WNBA Finals take center stage


Marissa Marshall,
Staff Writer

It’s game five of the Women’s National Basketball Association (WNBA) Finals and the Los Angeles Sparks are facing the Minnesota Lynx in what was their second time in a row going head-to-head in the finals.

The entire five-game series was a back and forth battle between the two teams and demonstrated what the WNBA is and always has been made of: great basketball. Women’s basketball and women’s sports, in general, are often scrutinized and made out to be that they can’t live up to the expectations that male athletes can. This series proved otherwise.

Game one of the series was one for the books. The Sparks earned the win in Minnesota territory when Chelsea Gray hit the game-winning pull up jump shot with 6.5 seconds left on the clock to win the game 85-84, silencing the Minnesota home crowd.

The Sparks were up 1-0, and being a Los Angeles native myself and also having interned with the Sparks for their entire 2017 season up until the finals, I must say I was going absolutely crazy in the library as I tried to do homework and watch the game simultaneously.

The second game was played in Minnesota again and this time the Lynx won 70-68, tying the series 1-1.

Every game was competitive, with each team yearning for success. Neither was going out with the fight.

Perhaps the Lynx had more of a chip on their shoulder after losing to the Sparks in last year’s WNBA finals, when LA beat them 3 games to 2. Though, LA could have had that same chip on their shoulders in hopes to win a back-to-back championship.

For game three, the two teams traveled to Los Angeles to play on the Sparks home court at the Staples Center.

I have to admit, I was quite hurt I wasn’t able to attend and work the game, missing out on the experience of what the finals would be like from the forefront, but I rooted for my team at a distance via Xfinity Streaming. It definitely wasn’t the same.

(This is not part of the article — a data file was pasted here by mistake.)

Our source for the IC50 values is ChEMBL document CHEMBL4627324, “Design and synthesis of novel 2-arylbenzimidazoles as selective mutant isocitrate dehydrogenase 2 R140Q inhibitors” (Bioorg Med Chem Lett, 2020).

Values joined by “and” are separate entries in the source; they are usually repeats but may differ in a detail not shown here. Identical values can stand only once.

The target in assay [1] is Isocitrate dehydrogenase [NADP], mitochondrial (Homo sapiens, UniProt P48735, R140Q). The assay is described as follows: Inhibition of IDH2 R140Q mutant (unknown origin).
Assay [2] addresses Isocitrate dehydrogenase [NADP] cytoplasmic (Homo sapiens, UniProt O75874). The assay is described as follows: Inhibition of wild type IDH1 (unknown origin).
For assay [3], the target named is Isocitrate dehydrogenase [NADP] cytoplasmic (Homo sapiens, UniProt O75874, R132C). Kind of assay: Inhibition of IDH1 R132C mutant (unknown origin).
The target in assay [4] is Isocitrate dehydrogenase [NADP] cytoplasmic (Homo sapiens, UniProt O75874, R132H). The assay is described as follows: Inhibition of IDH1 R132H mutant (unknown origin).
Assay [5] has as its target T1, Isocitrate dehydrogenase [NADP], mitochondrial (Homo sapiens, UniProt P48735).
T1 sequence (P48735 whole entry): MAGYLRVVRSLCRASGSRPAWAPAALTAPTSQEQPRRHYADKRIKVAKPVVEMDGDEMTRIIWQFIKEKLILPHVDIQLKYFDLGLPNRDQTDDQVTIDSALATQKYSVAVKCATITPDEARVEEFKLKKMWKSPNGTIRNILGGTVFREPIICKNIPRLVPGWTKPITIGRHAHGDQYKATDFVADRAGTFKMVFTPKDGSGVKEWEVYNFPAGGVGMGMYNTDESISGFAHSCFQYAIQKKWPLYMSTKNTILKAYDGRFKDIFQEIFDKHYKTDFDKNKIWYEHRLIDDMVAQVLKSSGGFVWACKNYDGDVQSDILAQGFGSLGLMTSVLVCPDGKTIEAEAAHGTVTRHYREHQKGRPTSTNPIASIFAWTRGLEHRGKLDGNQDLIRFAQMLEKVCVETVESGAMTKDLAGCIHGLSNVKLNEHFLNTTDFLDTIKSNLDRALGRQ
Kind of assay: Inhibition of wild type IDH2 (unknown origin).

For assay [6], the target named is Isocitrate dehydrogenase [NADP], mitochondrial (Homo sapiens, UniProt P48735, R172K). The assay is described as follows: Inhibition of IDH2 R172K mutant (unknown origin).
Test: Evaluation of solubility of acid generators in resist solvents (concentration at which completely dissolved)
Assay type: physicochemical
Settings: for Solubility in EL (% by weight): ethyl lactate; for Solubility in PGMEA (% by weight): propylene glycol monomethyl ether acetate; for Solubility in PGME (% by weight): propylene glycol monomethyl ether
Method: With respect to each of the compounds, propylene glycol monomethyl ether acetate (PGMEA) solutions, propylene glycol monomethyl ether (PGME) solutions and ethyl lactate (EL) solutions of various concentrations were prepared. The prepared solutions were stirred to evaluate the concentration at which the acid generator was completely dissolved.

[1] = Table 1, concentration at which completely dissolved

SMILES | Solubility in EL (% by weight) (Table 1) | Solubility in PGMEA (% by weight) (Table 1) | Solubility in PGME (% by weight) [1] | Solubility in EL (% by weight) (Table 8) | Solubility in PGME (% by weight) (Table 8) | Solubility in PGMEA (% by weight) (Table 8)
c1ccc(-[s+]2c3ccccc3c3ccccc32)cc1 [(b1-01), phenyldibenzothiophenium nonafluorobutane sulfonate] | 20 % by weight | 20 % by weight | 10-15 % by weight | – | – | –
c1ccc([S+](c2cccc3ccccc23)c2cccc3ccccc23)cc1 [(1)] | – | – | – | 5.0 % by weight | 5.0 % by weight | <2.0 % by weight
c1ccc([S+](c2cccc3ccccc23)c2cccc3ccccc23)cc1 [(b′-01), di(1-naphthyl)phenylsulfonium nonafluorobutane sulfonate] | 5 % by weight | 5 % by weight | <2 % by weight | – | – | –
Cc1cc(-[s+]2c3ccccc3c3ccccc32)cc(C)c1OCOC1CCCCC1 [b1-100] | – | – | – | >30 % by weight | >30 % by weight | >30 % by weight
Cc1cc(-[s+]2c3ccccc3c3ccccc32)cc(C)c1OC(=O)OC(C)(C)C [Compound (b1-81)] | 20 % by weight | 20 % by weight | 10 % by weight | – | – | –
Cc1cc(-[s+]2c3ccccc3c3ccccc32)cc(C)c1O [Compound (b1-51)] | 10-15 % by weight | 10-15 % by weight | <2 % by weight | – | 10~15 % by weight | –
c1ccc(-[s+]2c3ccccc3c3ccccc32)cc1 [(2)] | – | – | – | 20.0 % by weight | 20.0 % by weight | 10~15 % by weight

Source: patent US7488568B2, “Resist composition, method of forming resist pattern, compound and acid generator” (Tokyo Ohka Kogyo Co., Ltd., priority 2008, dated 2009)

LA took the 75-64 win in this game, but two days later the Lynx were able to grasp an 80-69 win in game four and tied the series up 2-2.

The Lynx and the Sparks headed back to Minnesota for what was the championship game five.

My hopes and wishes were that the Sparks would repeat what they had done the year before: win in Minnesota territory and bring the trophy back to LA.

Unfortunately, that would not be the case.

Minnesota was able to get the upper hand on Los Angeles and won the game 85-76 which put the trophy in their hands.

It was a bittersweet moment for me. Bitter because my team lost, but sweet because of how much support, attention and respect that not only the WNBA received, but women as a whole. As I scrolled through my timeline on Twitter, I was taken aback with how much well deserved support these women were getting, not only from women but from men as well. Usually, on Twitter, I see ongoing disrespect of women in sports and the WNBA.

So this was different, it took long enough.

People were finally realizing how great these women are and always have been. That they can play ball and play it well. This isn’t new news, it’s always been this way, but for so long people have neglected women’s sports with false assumptions that they can’t live up to the expectations of their male counterparts.

This series proved to many that such an idea is far from the truth.

The rivalry between these two teams is too good to ignore.

Amazing players, playing an even more amazing game. It helps reject the idea of men vs women: an idea that shouldn’t even be embedded in an individual’s heads in the first place.

It helps put the WNBA on the map of leagues people need to watch. Women’s sports are just as entertaining as men’s.

It brings a sense of happiness upon me to realize the progress this league is making, but there is still work to be done. Until the stands are filled for every WNBA game and the league starts expanding, I won’t be satisfied.

So in my own efforts, I will continue to support, open other’s eyes to what women can do on the court, and spread the word of the amazing league that is the WNBA.